At Invisible Cities, all our guides are passionate about discovering new things making guests learn about the communities they live in!
Did you know that June is the Gypsy, Roma and Traveller History Month (GRTHM)?
In Edinburgh, our very own Angus has a close link to this community, going back to his time as a Big Issue Vendor in the Scottish Capital. It is while selling the magazine that he met many people from the community and even taught himself Romani!
So everyone could learn more about it, we worked with different organisations on training and awareness on these communities for our guides and supported volunteers but today, we asked Angus to tell us more about it himself.
Get ready for a fascinating take on people who are too often stigmatised and misunderstood and for a read that definitely highlights how passionate Angus is about making everyone more connected and aware of our different cultures!
Who are the Roma? by Angus at Invisible (Edinburgh)
Roma have lived in Europe for several centuries and throughout that time people have speculated where they came from. They would have done better simply listening as Roma had, up until the end of the Middle Ages a clear memory of their origins, and were happy to explain them to people until they realised they were wasting their time.
A popular myth developed in Western Europe that they came from Egypt, from which the term “Egyptians” in English, later shortened to “Gypsies” was applied. In other European languages they are known as Gitanes, Zigeuner, Gitanos, Tsigani, Cigani and many other names. So where did they really come from? And when?
The Roma people left North West India around 1000-1050 AD. The common language of most Roma people is called Romani, or Romanes, and is closely related to various languages of NW India such as Hindi, Panjabi and Gujarati. Nowadays there are a few dozen variants but they all share a central core. There are also two outliers, called Para Romani dialects, – British and Spanish Romani. These are actually based on English, and also Scots, in the British Isles, and not surprisingly, Spanish, in Spain, but use a lot of Romani words.
The Roma have previously always lived out with mainstream society, travelling for seasonal work on an annual circuit.
In Romania, where they were enslaved almost immediately on their arrival in the 1200s, early 1300s by the church and other landowners who wanted to save on upkeep expense, and were given a few days free from their work in the fields, brickworks and building of churches, monasteries and castles to range the countryside doing repairs and selling their metalwork to peasants, to earn their own keep.
The first record of Roma in the British Isles comes from Scotland around 1500, a payment from James IV for various services such as entertainment, armoury and messenger services. Scotland was unique in Europe in that the first arrival of Roma was not met with outrage and immediate persecution by the authorities. By the mid 1500s Scotland’s Roma were working as musicians, blacksmiths, armourers, physicians and royal messengers. The crown had an arrangement whereby an appointed representative, titled “Earl of Little Egypt” was responsible for the behaviour and loyalty of Roma within the realm.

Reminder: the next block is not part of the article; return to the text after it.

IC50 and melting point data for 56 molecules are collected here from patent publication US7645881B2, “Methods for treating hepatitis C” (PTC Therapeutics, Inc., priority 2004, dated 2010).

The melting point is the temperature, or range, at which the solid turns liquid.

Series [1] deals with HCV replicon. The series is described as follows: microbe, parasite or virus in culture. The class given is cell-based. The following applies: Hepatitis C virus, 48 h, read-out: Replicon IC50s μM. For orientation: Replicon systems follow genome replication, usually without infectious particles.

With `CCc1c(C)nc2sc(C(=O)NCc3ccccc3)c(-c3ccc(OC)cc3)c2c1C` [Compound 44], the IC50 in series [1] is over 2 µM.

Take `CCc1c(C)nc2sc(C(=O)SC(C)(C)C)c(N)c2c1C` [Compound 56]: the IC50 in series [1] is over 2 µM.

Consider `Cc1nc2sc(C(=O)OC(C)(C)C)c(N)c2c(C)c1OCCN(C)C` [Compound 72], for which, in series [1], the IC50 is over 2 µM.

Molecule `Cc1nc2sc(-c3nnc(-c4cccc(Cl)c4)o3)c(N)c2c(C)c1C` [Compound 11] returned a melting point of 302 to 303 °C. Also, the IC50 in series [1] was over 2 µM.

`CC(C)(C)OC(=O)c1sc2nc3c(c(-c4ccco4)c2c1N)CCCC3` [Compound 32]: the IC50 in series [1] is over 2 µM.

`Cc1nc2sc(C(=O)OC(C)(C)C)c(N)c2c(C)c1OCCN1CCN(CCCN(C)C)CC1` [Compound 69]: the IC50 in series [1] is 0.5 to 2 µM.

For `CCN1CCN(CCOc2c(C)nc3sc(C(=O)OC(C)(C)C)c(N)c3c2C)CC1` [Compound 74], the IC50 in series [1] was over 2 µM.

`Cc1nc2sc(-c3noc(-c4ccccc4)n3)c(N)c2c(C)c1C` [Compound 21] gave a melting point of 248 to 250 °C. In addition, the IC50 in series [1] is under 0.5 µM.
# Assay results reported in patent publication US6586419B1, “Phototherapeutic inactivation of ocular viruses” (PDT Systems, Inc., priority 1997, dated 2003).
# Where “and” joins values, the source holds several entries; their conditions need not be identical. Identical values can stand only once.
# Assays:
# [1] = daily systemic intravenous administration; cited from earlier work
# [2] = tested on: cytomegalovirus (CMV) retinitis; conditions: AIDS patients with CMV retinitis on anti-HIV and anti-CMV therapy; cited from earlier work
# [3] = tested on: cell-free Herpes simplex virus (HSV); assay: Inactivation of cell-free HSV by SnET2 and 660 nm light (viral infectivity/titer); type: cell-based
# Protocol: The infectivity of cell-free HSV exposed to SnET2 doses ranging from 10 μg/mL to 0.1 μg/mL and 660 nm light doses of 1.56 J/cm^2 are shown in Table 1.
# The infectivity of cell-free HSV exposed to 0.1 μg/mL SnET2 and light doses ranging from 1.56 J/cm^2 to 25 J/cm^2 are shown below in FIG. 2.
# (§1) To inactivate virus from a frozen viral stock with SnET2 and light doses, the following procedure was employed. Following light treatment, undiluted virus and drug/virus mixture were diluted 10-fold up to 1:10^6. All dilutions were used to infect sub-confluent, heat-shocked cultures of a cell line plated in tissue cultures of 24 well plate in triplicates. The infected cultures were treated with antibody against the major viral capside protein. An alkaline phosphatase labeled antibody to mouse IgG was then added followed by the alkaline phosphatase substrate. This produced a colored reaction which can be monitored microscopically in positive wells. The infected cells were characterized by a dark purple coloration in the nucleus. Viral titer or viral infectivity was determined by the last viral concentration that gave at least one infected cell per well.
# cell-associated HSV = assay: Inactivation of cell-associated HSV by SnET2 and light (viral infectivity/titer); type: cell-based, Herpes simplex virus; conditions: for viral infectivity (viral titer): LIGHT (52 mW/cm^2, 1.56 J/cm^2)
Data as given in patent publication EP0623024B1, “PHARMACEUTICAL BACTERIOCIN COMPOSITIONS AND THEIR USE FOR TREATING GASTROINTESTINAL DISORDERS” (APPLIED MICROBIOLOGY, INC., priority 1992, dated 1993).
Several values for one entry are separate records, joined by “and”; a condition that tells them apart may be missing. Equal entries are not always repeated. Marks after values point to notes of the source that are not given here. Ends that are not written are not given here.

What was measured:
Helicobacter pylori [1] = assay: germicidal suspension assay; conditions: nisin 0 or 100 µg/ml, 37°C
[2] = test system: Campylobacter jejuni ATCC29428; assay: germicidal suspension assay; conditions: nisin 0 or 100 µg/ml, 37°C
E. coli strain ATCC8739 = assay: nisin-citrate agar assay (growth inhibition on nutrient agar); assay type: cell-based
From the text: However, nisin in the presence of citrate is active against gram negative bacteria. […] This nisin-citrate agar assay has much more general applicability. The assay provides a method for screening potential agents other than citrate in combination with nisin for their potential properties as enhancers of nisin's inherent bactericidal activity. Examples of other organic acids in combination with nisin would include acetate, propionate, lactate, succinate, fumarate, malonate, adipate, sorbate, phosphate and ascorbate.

By the late 1500s things changed. The Reformation viewed free roaming bands with suspicion of heathenness, or Catholicism, the crown was also in debt to the Roma community and copies of English laws came into force effectively bringing an automatic death penalty on all Roma adults. However there were relatively few cases of this happening (the worst being the notorious execution of 20 Roma in Haddington to save the cost of feeding them in prison) as many landowners as well as farmers and peasants found the Roma’s casual labour indispensable.
Most Roma today are settled, but prepared to move over borders either for work opportunities or to escape persecution. British Roma, usually known as Gypsies, are largely assimilated into the mainstream population and have mostly lost their language, but may still take to the road for seasonal work such as fruit picking, or social gatherings like Appleby Horse Fair in Cumbria.
Since the EU expansion in 2004 there has been an influx of East European Roma, in three main groups, Czech/Slovak, Bulgarian and Romanian Roma. Each faces severe social challenges in their country of origin. Life in the UK has also been fraught with problems. Although generally fluent in two or three languages, learnt through real life experience rather than school, few Roma knew any English on arrival. Low levels of education and literacy also made life more difficult but as a new generation has now been through the school system here these problems have eased. Others remain.
Arranged marriages cut short education and exclude girls from any sort of career outside the Roma community, a tendency to see money as a means to enhance status through displays of wealth – vehicles, weddings, feasting rather than any investment for the future, a pervasive distrust of wider society based on centuries of oppression and persecution.
Increased contact between the Roma and non Roma (Gadjo) communities, and more sharing of information on lifestyle, differing, and shared aims, and full participation in education should gradually allow Roma to integrate into the job market and general society without losing their culture and traditions.
By the way, the name Romania has nothing to do with Roma, or Romani. Romania comes from “Province of the Romans” Romanian is a Latin language related to Italian. The fact that large numbers of Roma live there is a coincidence.